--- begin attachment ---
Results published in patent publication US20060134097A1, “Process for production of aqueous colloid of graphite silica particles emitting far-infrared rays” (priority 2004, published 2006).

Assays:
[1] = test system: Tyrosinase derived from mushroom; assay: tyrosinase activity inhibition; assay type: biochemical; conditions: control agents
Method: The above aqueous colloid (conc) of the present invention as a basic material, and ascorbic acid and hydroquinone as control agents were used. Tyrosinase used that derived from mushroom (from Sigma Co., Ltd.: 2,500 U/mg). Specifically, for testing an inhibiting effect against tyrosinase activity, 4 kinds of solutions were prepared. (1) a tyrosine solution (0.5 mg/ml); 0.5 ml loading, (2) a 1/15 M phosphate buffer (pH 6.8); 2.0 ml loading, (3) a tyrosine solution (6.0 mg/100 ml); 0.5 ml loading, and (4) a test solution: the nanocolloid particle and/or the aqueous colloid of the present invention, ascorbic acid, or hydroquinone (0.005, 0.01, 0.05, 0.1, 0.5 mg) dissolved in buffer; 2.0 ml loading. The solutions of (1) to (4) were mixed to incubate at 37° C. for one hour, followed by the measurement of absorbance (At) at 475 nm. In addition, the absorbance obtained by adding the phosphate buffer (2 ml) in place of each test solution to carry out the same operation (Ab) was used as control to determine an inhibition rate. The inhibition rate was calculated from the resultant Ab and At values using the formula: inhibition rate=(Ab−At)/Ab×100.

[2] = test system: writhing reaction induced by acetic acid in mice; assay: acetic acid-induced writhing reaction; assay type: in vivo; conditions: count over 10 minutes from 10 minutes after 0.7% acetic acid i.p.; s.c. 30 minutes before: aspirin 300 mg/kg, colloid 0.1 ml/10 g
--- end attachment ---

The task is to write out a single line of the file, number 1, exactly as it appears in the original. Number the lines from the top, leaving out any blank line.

Results published in patent publication US20060134097A1, “Process for production of aqueous colloid of graphite silica particles emitting far-infrared rays” (priority 2004, published 2006).